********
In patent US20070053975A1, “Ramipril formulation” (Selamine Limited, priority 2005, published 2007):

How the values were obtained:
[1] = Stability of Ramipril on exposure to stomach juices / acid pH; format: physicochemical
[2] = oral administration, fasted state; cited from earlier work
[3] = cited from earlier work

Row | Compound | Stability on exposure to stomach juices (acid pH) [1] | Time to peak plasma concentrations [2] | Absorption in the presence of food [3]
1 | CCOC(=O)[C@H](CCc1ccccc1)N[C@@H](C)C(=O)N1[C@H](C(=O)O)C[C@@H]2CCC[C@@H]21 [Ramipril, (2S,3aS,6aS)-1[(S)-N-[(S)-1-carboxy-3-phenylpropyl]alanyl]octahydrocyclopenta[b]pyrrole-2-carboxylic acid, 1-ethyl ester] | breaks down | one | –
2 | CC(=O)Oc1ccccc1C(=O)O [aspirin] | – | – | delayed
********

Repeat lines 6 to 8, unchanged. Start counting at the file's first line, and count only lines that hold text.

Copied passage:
Row | Compound | Stability on exposure to stomach juices (acid pH) [1] | Time to peak plasma concentrations [2] | Absorption in the presence of food [3]
1 | CCOC(=O)[C@H](CCc1ccccc1)N[C@@H](C)C(=O)N1[C@H](C(=O)O)C[C@@H]2CCC[C@@H]21 [Ramipril, (2S,3aS,6aS)-1[(S)-N-[(S)-1-carboxy-3-phenylpropyl]alanyl]octahydrocyclopenta[b]pyrrole-2-carboxylic acid, 1-ethyl ester] | breaks down | one | –
2 | CC(=O)Oc1ccccc1C(=O)O [aspirin] | – | – | delayed